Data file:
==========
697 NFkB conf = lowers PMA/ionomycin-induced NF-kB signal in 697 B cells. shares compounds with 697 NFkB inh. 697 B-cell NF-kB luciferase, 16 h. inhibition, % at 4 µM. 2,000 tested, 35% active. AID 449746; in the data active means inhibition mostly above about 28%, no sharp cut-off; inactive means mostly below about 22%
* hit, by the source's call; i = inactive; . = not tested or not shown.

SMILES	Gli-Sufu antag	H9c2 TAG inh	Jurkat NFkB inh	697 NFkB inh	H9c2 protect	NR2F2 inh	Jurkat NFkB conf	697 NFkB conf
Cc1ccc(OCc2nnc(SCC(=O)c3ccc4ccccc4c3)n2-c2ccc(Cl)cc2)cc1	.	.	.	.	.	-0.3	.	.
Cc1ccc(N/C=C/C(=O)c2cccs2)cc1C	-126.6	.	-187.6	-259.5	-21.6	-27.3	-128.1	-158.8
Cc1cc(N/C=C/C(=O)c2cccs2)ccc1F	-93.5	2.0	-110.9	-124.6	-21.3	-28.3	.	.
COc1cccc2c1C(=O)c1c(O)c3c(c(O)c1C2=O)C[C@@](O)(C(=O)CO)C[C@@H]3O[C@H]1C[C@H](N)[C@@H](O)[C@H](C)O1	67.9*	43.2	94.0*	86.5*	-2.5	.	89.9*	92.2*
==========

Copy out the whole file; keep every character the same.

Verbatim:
697 NFkB conf = lowers PMA/ionomycin-induced NF-kB signal in 697 B cells. shares compounds with 697 NFkB inh. 697 B-cell NF-kB luciferase, 16 h. inhibition, % at 4 µM. 2,000 tested, 35% active. AID 449746; in the data active means inhibition mostly above about 28%, no sharp cut-off; inactive means mostly below about 22%
* hit, by the source's call; i = inactive; . = not tested or not shown.

SMILES	Gli-Sufu antag	H9c2 TAG inh	Jurkat NFkB inh	697 NFkB inh	H9c2 protect	NR2F2 inh	Jurkat NFkB conf	697 NFkB conf
Cc1ccc(OCc2nnc(SCC(=O)c3ccc4ccccc4c3)n2-c2ccc(Cl)cc2)cc1	.	.	.	.	.	-0.3	.	.
Cc1ccc(N/C=C/C(=O)c2cccs2)cc1C	-126.6	.	-187.6	-259.5	-21.6	-27.3	-128.1	-158.8
Cc1cc(N/C=C/C(=O)c2cccs2)ccc1F	-93.5	2.0	-110.9	-124.6	-21.3	-28.3	.	.
COc1cccc2c1C(=O)c1c(O)c3c(c(O)c1C2=O)C[C@@](O)(C(=O)CO)C[C@@H]3O[C@H]1C[C@H](N)[C@@H](O)[C@H](C)O1	67.9*	43.2	94.0*	86.5*	-2.5	.	89.9*	92.2*